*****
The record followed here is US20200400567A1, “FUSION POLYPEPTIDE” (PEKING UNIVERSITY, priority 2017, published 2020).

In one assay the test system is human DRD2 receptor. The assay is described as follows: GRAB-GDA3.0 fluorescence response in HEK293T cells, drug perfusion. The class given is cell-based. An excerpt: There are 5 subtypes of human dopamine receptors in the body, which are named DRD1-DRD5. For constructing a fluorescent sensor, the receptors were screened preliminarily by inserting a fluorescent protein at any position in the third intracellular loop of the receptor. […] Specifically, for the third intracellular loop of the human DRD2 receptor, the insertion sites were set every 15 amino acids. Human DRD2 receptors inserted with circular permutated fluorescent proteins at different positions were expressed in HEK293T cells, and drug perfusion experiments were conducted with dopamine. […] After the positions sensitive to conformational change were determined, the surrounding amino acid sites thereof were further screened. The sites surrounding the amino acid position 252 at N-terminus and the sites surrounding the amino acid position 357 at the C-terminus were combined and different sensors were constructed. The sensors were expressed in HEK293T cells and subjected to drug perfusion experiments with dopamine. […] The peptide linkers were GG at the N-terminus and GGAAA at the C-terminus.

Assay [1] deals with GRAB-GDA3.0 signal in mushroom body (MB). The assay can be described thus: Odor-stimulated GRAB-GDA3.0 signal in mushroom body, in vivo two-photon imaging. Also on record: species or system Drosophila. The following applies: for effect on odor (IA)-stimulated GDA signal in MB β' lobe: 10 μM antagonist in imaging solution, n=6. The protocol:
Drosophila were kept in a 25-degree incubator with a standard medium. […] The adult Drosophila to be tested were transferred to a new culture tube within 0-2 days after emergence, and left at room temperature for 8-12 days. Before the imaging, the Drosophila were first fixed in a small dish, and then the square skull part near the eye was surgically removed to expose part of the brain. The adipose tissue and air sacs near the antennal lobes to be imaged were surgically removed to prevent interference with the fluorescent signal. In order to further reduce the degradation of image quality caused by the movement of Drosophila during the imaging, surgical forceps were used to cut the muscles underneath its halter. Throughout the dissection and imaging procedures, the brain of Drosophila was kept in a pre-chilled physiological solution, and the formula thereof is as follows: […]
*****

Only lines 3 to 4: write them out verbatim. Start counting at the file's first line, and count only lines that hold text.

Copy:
Assay [1] deals with GRAB-GDA3.0 signal in mushroom body (MB). The assay can be described thus: Odor-stimulated GRAB-GDA3.0 signal in mushroom body, in vivo two-photon imaging. Also on record: species or system Drosophila. The following applies: for effect on odor (IA)-stimulated GDA signal in MB β' lobe: 10 μM antagonist in imaging solution, n=6. The protocol:
Drosophila were kept in a 25-degree incubator with a standard medium. […] The adult Drosophila to be tested were transferred to a new culture tube within 0-2 days after emergence, and left at room temperature for 8-12 days. Before the imaging, the Drosophila were first fixed in a small dish, and then the square skull part near the eye was surgically removed to expose part of the brain. The adipose tissue and air sacs near the antennal lobes to be imaged were surgically removed to prevent interference with the fluorescent signal. In order to further reduce the degradation of image quality caused by the movement of Drosophila during the imaging, surgical forceps were used to cut the muscles underneath its halter. Throughout the dissection and imaging procedures, the brain of Drosophila was kept in a pre-chilled physiological solution, and the formula thereof is as follows: […]